Athletes & Celebrities

Women's Competitive Eater Talks Training For Nathan's Hot Dog Eating Contest

No. 8 ranked competitive eater Michelle Lesco dishes on preparation.

Nathan Contest Competitor

Most of us will be looking forward to a enjoying a nice, grilled hotdog this weekend at Fourth of July barbecues, topped with all of our favorite condiments.  But the folks competing in the 2015 Nathan's Hot Dog Eating Contest this Saturday afternoon will skip those dog toppings, because it's all about the numbers, including the money.

The storied contest takes place at Nathan's Famous original site in the Coney Island section of Brooklyn and pits the world's most talented competitive eaters against each other for $40,000 of prize money that will be divvied up amongst the top five men and women in their categories.  Nathan's will also donate 100,000 hot dogs to a NYC food bank after all of the holiday carnage. The women's competition will be broadcast live at 11 a.m. ET on ESPN3 and the men's competition will be live at 12 p.m. ET on ESPN2.

Though all eyes will be on previous champions Joey Chestnut (Men's) and Miki Sudo (Women's), one eater awaits her chance to shine. Arizona native Michelle Lesco placed third last year, wolfing down a total of 27 dogs, but is eager to muscle her way through and give her friend Sudo a challenge.

The 31-year-old Arizona high school math teacher is known as  "Cardboard Shell," in the competitive eating world and stands at 5'4" and only weighing close to 115 pounds. This year, her goal is to break the 30-hot dog barrier. When she does, it will be for charity, as it always has.

Through four years of traveling the country as a competitive eater, Lesco has helped raise over $10,000 for charitable organizations that impact the global water crisis. Working with youth and giving back inspires her to reach the pinnacle of the Nathan's contest.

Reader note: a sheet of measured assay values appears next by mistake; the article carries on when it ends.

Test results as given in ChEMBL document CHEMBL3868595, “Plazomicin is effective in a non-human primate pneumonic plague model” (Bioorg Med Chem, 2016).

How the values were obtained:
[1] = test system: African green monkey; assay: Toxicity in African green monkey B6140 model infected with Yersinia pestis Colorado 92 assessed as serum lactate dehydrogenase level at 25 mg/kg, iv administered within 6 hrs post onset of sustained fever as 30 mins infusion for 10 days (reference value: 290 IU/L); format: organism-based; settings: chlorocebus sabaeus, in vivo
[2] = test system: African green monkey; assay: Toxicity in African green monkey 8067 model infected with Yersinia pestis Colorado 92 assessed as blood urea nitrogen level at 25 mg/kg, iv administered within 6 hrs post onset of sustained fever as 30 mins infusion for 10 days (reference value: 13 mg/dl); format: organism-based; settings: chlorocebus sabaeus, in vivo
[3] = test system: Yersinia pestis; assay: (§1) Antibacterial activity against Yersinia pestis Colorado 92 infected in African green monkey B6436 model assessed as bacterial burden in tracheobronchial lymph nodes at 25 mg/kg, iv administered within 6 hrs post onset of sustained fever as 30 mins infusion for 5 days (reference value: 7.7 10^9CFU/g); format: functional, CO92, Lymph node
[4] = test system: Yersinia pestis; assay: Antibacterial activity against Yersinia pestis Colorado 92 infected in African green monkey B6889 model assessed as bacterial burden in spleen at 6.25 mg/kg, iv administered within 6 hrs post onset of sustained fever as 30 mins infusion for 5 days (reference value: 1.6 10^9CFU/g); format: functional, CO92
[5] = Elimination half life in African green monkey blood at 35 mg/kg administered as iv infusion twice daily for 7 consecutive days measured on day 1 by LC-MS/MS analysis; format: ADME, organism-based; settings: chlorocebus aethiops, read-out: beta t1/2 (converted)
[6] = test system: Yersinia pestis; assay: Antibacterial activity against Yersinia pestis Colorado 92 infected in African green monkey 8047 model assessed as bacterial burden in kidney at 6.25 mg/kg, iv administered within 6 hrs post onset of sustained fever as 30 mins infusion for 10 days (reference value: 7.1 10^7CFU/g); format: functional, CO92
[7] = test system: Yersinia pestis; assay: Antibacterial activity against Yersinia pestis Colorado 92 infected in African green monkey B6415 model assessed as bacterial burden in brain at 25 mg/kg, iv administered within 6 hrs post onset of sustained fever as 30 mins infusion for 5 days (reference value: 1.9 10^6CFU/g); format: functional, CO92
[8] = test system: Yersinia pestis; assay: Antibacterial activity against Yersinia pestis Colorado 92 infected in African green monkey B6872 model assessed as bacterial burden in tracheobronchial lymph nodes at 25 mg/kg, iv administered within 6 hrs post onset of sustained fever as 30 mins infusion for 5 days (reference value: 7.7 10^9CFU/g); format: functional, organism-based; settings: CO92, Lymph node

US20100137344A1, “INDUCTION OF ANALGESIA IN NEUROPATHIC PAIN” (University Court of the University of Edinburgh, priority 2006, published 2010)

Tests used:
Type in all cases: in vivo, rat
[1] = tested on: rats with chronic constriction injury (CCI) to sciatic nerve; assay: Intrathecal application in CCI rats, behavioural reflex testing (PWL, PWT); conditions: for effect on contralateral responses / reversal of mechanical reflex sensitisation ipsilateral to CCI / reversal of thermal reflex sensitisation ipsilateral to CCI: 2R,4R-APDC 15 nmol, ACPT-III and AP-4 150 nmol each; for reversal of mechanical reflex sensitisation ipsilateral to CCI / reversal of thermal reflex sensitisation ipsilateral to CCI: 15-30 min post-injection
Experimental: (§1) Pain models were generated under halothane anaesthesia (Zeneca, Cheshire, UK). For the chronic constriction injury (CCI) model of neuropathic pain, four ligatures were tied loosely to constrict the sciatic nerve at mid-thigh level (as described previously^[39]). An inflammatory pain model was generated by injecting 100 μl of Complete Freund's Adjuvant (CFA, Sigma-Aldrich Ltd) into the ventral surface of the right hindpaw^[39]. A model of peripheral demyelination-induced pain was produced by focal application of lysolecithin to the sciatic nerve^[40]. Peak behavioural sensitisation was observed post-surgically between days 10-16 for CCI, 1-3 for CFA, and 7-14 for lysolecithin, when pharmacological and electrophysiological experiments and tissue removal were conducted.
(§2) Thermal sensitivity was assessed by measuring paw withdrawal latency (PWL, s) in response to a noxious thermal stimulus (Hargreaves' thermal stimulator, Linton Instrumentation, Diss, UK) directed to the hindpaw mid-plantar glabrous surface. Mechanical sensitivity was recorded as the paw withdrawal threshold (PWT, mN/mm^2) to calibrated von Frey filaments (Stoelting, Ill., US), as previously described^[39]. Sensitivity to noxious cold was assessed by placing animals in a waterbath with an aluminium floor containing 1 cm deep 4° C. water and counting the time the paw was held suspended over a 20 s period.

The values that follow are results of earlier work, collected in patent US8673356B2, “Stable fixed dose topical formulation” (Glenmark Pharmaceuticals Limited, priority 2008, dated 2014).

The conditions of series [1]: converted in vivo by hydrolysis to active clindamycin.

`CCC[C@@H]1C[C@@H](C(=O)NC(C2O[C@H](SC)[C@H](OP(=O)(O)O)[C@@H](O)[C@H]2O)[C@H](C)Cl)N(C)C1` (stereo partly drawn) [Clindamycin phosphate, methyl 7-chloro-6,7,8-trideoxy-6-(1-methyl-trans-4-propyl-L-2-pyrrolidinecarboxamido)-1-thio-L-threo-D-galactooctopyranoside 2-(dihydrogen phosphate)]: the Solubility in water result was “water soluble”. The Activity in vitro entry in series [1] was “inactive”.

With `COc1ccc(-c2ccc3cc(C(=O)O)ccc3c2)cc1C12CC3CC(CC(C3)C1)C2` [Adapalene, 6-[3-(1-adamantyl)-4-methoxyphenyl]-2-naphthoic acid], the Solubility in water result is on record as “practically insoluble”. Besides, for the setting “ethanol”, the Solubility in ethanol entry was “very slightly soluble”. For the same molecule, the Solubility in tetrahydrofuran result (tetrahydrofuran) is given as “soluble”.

Lesco got her got her start by taking on a local Tuscan restaurant's 3-pound burger challenge and finishig it in less than 20 minutes. After her friends saw what she could tackle at the table, they encouraged her to seriously compete. 

After placing seventh in her first competition (oysters!), a fire was lit inside Lesco and unleashed upon the rest of the competitive eating world elite.  During the following day's taco-eating contest, Lesco says she "went balls to the wall and ended up getting second place, beating Sonya Thomas [a former Nathan's champion]. I was the first female to ever beat her so that was really cool."

Following her breakthrough performance there, Lesco spent the next few years zig-zagging across the U.S. on her teacher's salary, in search of the most prestigious competitions, and eating everything from tacos to brownie desserts. When it comes to contests that test capacity, Lesco tends to be realistic and will pace herself, while taking into account how much liquid she can hold. Other contests, like those that showcase ribs or wings, are more conducive to Lesco's stomach threshold.  "I tend to do a lot better in those and I'm a lot more confident because I can kind of push as hard as the next guy," she says.

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